SVB Failure Starts Aggressive Regulation Talk in Washington, IMBs Take NoteData Privacy Can be a Mortgage Lender’s Nightmare and a Borrower’s Greatest Fear

February 21, 2018
It did not take long after the Silicon Valley Bank failure for politicians in Washington to rush to the next available microphone and lament the “loosening of bank regulations”. Instinctively the finger pointing began, and in many quarters ended up in the direction of the prior administration’s policy to generally roll back stringent business regulations and allow free market decisions to govern various industries. Chief among the complainants (no pun intended) was Sen Elizabeth Warren, who emerged out of the 2008 crisis as an architect and advocate for the Wall Street Reform Act and the creation of the vaunted Consumer Financial Protection Bureau ( CFPB), which she briefly directed. Just yesterday in DC’s The Hill publication, Sen Warren was reported as blaming the the collapse of Silicon Valley Bank on Republicans in Congress, which in 2018 helped pass a law to ease bank regulations put in place following the 2008 financial crisis. “No one should be mistaken about what unfolded over the past few days in the U.S. banking system: These recent bank failures are the direct result of leaders in Washington weakening the financial rules,” Warren is quoted as saying. According to The Hill piece, Warren, who voted against the 2018 bank deregulation bill, said that the crises would have been avoided if the banks were required to hold more liquid assets because the bill exempted banks with less than $250 billion in assets from rigorous Fed stress tests. Warren and other Democrats say the old rules could have caught the issues at SVB sooner. Given that politicians generally “never let a crisis go to waste,” many now suspect that the banking industry is about to be slammed with heightened regulatory scrutiny, tighter operational rules, more audits and exams, and larger and very public fines, penalties and consent orders. What does this mean for independent mortgage bankers (IMBs)? It means that they have to get back to the compliance mindset they were frightened into adopting between 2008 and 2018, and before the bottoming out of interest rates led everyone to believe that easy money was here to stay and that self-regulation meant hiring more loan officers. Keep those risk management officers and compliance directors close by folks, we are all in for a bumpy ride on the regulatory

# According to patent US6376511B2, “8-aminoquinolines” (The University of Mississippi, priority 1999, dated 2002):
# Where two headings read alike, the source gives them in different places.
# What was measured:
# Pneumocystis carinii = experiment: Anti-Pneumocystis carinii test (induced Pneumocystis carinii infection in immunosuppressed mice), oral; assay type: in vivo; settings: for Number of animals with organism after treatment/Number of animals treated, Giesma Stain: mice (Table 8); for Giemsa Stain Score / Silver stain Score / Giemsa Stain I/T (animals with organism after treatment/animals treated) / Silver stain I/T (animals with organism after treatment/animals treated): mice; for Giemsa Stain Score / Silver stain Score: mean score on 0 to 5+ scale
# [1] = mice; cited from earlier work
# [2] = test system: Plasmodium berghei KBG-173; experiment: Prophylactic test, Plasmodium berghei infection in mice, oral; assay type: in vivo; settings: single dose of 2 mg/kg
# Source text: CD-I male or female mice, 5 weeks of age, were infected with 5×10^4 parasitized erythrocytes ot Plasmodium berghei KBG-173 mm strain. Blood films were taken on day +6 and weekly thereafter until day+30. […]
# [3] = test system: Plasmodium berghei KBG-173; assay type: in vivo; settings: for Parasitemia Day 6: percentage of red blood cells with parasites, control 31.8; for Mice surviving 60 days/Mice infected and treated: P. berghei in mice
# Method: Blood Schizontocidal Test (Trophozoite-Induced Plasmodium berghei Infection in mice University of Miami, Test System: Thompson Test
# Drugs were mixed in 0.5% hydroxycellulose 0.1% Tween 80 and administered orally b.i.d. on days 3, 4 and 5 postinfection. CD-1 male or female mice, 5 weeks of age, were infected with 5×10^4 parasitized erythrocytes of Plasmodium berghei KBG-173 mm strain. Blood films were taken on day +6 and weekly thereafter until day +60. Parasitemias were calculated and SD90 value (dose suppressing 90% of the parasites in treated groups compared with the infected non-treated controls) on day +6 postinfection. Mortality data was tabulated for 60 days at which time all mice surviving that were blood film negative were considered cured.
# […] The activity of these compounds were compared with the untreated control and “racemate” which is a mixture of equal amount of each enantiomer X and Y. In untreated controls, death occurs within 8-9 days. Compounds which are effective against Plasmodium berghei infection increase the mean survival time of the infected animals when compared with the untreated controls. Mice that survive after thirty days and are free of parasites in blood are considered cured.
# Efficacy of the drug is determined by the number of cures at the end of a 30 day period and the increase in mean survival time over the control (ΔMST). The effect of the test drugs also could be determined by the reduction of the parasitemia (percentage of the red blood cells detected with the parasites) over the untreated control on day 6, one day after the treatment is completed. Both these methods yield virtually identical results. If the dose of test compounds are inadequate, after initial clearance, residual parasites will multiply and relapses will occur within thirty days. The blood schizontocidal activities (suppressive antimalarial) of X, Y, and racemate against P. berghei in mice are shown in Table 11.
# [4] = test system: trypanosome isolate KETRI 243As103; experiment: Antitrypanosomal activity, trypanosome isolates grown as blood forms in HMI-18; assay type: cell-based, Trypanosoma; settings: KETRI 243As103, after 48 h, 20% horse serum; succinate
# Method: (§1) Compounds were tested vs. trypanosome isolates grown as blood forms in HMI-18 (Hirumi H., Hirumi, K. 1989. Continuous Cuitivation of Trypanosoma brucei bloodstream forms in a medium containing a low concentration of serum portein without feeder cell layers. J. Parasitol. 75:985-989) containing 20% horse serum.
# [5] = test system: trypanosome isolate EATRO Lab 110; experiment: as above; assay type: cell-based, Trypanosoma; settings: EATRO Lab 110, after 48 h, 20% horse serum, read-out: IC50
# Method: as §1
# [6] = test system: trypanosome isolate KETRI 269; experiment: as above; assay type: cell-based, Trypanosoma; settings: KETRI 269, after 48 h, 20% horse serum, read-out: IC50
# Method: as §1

The Consumer Financial protection Bureau (CFPB) now has rule writing authority and enforcement authority over financial institutions, with respect to the Graham-Leach-Bliley Act (GLBA), the major federal consumer information privacy and data security laws.